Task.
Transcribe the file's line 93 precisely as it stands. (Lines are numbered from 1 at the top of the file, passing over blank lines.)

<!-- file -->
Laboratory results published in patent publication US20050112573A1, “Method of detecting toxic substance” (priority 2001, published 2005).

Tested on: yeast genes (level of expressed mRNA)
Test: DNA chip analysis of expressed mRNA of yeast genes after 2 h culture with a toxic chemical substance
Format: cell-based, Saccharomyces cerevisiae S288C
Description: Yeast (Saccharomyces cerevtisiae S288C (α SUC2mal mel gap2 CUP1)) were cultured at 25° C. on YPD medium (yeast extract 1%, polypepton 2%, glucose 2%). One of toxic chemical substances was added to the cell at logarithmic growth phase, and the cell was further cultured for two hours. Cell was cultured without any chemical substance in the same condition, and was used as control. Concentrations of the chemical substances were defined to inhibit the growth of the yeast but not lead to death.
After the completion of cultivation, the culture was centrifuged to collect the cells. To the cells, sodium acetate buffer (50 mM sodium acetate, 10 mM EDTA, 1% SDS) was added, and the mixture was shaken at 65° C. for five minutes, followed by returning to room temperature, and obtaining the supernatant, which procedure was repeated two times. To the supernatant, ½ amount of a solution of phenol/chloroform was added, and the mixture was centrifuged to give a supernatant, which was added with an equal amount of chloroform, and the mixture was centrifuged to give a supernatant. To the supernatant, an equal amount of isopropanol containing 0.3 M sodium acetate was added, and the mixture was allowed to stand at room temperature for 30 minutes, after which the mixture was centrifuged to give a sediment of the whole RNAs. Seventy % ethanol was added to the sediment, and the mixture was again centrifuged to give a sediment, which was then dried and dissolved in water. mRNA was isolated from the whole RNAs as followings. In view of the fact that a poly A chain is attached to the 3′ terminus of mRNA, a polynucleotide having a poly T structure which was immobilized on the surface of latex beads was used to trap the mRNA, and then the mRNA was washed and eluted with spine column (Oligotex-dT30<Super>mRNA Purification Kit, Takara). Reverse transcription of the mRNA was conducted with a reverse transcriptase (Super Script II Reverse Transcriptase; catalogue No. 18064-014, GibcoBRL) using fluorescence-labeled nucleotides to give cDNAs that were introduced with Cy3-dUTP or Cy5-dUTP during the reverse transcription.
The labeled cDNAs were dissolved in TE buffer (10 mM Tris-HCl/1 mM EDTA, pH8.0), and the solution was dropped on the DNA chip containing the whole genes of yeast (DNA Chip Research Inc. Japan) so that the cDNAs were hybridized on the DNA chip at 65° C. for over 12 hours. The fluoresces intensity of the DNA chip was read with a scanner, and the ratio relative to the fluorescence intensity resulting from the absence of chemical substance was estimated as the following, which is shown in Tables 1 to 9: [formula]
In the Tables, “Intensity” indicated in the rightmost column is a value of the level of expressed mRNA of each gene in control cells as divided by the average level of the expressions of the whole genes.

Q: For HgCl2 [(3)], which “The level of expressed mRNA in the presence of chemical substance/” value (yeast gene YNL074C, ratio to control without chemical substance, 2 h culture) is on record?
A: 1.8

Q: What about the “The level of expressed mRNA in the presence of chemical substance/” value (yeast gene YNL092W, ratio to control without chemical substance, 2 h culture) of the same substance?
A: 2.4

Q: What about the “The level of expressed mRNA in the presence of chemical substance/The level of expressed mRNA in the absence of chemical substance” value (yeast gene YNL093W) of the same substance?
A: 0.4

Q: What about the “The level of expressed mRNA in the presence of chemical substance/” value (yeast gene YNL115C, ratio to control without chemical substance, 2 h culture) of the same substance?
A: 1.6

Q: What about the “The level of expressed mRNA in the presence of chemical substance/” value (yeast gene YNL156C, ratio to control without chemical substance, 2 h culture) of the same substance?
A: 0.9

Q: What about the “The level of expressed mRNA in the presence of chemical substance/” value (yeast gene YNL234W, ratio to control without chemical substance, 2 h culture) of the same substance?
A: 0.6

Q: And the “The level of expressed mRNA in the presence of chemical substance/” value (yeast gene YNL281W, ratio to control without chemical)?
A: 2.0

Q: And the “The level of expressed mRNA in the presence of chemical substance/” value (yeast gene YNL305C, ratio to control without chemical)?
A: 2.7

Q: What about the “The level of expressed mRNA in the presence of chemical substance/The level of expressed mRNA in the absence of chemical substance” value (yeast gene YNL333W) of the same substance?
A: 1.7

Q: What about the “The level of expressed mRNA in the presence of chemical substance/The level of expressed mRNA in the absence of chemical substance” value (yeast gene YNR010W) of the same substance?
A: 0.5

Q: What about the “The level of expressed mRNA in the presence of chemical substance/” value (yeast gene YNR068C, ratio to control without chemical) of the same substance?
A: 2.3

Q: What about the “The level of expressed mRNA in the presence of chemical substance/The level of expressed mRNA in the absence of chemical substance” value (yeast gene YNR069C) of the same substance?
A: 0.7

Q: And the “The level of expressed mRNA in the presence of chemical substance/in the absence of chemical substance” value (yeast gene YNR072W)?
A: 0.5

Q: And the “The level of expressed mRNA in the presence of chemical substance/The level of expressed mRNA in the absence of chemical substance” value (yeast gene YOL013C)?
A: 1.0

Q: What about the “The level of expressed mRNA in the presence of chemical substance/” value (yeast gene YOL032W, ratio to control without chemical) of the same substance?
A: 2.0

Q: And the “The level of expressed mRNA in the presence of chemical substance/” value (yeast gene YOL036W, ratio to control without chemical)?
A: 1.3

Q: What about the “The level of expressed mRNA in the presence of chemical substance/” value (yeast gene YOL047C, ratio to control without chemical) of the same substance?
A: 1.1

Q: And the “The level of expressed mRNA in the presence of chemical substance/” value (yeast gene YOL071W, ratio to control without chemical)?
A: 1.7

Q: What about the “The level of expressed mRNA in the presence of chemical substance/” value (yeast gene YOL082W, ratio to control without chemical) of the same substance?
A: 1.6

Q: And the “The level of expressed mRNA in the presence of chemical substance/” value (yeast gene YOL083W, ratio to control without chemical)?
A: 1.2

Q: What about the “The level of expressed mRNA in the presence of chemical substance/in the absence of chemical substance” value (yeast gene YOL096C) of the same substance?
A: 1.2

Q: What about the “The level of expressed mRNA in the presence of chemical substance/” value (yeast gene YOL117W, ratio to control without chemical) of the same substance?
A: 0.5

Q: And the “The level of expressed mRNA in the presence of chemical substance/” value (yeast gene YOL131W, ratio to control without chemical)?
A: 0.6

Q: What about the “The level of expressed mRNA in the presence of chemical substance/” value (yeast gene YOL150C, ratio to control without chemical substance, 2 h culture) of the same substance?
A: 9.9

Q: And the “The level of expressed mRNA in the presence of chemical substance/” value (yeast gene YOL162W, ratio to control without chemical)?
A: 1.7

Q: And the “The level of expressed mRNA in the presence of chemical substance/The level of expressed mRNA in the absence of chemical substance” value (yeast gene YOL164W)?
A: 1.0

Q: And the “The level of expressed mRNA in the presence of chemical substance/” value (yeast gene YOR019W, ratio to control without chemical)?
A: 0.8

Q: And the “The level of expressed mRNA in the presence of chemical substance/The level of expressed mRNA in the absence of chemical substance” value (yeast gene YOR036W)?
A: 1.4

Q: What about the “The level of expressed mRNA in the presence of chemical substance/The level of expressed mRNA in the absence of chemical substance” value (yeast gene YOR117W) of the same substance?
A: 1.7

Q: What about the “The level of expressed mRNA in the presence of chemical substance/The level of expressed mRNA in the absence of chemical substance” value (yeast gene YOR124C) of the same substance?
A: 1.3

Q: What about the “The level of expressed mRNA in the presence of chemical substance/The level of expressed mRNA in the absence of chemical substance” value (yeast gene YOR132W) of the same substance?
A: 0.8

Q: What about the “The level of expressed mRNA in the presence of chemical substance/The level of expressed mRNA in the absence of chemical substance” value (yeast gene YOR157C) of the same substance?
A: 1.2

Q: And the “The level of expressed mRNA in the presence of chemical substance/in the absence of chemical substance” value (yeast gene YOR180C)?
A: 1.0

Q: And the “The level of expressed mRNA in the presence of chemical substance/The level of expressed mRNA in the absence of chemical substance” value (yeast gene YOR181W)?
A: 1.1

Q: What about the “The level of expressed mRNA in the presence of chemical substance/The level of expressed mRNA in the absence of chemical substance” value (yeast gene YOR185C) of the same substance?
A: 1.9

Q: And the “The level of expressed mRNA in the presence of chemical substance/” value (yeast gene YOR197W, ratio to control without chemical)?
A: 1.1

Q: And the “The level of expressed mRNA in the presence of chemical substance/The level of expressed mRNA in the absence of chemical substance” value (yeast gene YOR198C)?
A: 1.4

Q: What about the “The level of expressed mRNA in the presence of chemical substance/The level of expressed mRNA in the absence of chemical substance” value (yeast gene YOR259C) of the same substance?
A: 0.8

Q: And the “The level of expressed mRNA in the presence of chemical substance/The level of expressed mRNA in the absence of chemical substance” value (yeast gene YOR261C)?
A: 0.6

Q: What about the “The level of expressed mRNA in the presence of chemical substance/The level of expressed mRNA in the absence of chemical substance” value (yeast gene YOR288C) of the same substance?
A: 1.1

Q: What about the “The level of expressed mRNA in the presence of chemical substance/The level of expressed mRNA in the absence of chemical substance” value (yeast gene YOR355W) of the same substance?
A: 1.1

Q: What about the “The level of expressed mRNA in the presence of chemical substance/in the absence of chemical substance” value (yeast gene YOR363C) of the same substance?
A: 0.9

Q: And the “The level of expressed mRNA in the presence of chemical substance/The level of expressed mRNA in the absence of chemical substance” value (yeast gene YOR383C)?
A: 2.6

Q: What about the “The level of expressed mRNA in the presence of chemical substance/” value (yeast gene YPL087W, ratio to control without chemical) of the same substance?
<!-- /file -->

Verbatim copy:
Q: And the “The level of expressed mRNA in the presence of chemical substance/The level of expressed mRNA in the absence of chemical substance” value (yeast gene YOR383C)?